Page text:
Living in Space
3 min read
The relationship with the spaces that surround us is changing. For many of us, the pandemic forced us to reassess the spaces we value the most and what we want for our environment, both at home and at work, which is not surprising once we take a look at our history. Disasters and crises have reshaped the way we live, from the cholera epidemic giving way to the sewer system to World War II making us realize the connection between nature and health.
So, how will this period re-shape the spaces we live in? What can we learn from history to build our future? To answer these questions, Project Research welcomes Dr. Ayesha Khanna, co-founder and CEO of ADDO AI; Alice Rawsthorn, design critic and author; and Melodie Leung, Senior Associate at Zaha Hadid Architects, as they join presenter Rick Edwards in taking a crack at what our future might look like.
During Covid, we saw that those who were able opted to leave big cities behind and relocate to the countryside. This trend is expected to continue, but mainly in regions such as Europe and the US, where good connectivity and remote work have made it easier for people to relocate. In places such as Asia and Latin America, for example, people will continue to rely on cities as major hubs for mobility, work, healthcare and even socialization.
However, the progressive return to normal has proved that cities can and will adapt, and they will always maintain that magnetic allure that constantly attracts people to them, especially the younger crowds. In this sense, it’s probable that older people will shift their focus towards more mid-scale cities and rural areas, with good connectivity and transport, leaving cities less overcrowded and easing the current economic pressure, which will allow younger generations to be able to live in major hubs much more comfortably.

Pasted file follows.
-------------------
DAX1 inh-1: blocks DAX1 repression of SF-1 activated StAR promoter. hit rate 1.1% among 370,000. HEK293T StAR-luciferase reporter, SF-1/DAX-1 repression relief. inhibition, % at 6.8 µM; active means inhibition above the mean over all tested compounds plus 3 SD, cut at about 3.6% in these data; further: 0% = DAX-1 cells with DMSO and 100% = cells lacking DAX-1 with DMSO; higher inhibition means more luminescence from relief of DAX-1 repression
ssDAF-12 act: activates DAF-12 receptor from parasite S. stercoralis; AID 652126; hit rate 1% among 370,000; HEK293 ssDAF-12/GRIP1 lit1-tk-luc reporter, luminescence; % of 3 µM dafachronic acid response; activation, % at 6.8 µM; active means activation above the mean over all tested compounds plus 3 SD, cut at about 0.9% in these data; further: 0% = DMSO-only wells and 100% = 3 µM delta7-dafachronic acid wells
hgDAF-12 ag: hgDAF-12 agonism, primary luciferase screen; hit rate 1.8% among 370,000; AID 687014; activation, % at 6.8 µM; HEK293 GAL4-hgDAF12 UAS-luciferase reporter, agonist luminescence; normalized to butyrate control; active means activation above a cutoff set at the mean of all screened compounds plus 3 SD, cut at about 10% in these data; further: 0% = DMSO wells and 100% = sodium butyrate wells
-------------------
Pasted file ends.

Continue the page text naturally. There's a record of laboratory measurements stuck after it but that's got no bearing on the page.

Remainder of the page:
There is no doubt there has been a shift in how we view our living spaces, but what about workspaces and retail spaces? That too has changed. Thanks to the pandemic, changes that were already happening have accelerated, and that has forced us to reevaluate the use of converting empty spaces – such as closed offices and retail spaces – into something that benefits people and society, whether it be affordable housing, green spaces, urban farming, etc.
This optimization of spaces, coupled with the use of technology and the need of people to connect will definitely continue to strengthen the trend towards co-living, which is based on having smaller “micro-apartments” and more and more communal spaces to socialize and share with others. Communal living also has its financial benefits as well but, considering the current state of affairs, the short-term feature is fairly limited. Long term, however, there are huge benefits to communality, particularly for young people, but they will only work if they are contagion proof.
As the world comes to terms with concepts such biothreats and pandemics, it’s only a matter of time before spaces start incorporating features that cater to prevention needs, such as
sensors, testing, thermal imaginary and more. The challenge is how to make it part of the design itself, and as we move forward that is something that we will see more and more.